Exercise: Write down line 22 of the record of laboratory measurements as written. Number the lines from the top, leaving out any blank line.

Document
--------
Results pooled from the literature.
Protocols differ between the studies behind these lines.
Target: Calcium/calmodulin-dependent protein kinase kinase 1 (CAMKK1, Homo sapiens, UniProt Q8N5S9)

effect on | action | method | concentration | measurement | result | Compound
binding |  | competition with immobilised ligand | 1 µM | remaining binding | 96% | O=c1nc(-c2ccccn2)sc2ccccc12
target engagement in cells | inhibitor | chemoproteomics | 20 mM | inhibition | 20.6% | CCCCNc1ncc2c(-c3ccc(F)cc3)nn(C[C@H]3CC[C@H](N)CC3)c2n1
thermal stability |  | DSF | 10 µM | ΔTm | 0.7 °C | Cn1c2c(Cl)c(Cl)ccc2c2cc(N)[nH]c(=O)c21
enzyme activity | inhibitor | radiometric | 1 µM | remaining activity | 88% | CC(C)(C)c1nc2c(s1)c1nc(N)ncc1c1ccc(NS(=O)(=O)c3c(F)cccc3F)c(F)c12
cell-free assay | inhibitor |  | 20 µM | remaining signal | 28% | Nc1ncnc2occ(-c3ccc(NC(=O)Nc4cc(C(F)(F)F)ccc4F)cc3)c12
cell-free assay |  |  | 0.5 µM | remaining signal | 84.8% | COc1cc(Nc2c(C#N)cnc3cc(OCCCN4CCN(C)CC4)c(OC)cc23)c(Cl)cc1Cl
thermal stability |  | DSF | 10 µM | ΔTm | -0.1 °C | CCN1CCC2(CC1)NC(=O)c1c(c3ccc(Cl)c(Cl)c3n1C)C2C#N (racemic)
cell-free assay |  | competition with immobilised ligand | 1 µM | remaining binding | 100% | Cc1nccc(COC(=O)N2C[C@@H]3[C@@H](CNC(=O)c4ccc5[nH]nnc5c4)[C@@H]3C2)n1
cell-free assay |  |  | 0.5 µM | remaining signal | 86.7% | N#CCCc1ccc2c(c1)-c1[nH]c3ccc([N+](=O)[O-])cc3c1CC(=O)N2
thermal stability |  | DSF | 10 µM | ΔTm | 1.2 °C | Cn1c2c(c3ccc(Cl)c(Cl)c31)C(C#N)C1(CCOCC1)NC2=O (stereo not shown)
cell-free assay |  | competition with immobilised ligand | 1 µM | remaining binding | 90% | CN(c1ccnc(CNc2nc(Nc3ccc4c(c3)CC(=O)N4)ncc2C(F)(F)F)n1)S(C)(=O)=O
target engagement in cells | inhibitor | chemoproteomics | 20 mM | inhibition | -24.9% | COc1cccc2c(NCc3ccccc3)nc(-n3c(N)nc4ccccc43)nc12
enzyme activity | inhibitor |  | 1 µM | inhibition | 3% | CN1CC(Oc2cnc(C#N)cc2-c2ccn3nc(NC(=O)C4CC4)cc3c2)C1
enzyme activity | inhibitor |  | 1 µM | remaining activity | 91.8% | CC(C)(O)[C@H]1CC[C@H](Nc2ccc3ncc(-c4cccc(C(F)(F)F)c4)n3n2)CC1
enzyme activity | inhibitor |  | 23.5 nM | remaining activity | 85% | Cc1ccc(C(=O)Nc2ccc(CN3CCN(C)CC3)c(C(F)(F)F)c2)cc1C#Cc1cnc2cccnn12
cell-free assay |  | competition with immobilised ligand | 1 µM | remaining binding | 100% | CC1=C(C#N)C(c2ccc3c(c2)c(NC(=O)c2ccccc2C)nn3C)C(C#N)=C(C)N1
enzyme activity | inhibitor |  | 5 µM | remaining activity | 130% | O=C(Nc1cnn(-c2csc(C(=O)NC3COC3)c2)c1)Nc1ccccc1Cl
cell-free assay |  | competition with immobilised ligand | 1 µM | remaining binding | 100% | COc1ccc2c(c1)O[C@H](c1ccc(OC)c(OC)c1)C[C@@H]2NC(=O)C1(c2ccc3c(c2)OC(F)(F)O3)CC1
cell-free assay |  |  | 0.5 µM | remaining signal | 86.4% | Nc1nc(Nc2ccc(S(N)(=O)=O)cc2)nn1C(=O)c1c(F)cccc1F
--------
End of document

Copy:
cell-free assay |  | competition with immobilised ligand | 1 µM | remaining binding | 100% | COc1ccc2c(c1)O[C@H](c1ccc(OC)c(OC)c1)C[C@@H]2NC(=O)C1(c2ccc3c(c2)OC(F)(F)O3)CC1